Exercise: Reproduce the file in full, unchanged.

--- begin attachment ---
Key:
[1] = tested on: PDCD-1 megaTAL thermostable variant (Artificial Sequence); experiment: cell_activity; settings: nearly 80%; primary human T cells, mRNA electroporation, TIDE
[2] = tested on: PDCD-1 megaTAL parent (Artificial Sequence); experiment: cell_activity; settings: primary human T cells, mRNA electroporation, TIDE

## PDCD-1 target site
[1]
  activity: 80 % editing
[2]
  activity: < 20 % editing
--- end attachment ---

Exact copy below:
Key:
[1] = tested on: PDCD-1 megaTAL thermostable variant (Artificial Sequence); experiment: cell_activity; settings: nearly 80%; primary human T cells, mRNA electroporation, TIDE
[2] = tested on: PDCD-1 megaTAL parent (Artificial Sequence); experiment: cell_activity; settings: primary human T cells, mRNA electroporation, TIDE

## PDCD-1 target site
[1]
  activity: 80 % editing
[2]
  activity: < 20 % editing